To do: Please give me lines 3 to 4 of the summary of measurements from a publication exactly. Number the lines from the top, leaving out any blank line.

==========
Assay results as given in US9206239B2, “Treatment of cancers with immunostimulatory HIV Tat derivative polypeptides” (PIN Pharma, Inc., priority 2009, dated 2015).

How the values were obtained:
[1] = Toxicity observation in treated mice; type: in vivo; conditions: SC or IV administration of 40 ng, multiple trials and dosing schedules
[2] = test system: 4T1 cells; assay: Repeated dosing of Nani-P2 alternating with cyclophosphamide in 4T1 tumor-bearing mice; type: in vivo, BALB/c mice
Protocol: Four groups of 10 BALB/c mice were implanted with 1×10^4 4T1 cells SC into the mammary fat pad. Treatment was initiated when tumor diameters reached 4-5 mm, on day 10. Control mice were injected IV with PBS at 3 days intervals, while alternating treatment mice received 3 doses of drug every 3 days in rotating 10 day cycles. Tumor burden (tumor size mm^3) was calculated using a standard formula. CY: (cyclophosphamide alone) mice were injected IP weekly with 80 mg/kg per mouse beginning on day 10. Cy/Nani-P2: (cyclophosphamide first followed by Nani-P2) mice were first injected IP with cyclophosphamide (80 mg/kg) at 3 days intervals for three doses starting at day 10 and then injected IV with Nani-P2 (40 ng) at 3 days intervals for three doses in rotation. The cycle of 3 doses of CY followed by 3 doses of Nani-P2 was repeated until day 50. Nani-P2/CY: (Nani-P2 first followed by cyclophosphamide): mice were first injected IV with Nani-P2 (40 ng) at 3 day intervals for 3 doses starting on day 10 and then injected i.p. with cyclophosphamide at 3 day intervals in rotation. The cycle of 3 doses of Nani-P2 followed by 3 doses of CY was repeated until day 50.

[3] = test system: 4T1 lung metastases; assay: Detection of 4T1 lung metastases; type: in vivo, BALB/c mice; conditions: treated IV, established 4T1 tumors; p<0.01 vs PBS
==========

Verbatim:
[1] = Toxicity observation in treated mice; type: in vivo; conditions: SC or IV administration of 40 ng, multiple trials and dosing schedules
[2] = test system: 4T1 cells; assay: Repeated dosing of Nani-P2 alternating with cyclophosphamide in 4T1 tumor-bearing mice; type: in vivo, BALB/c mice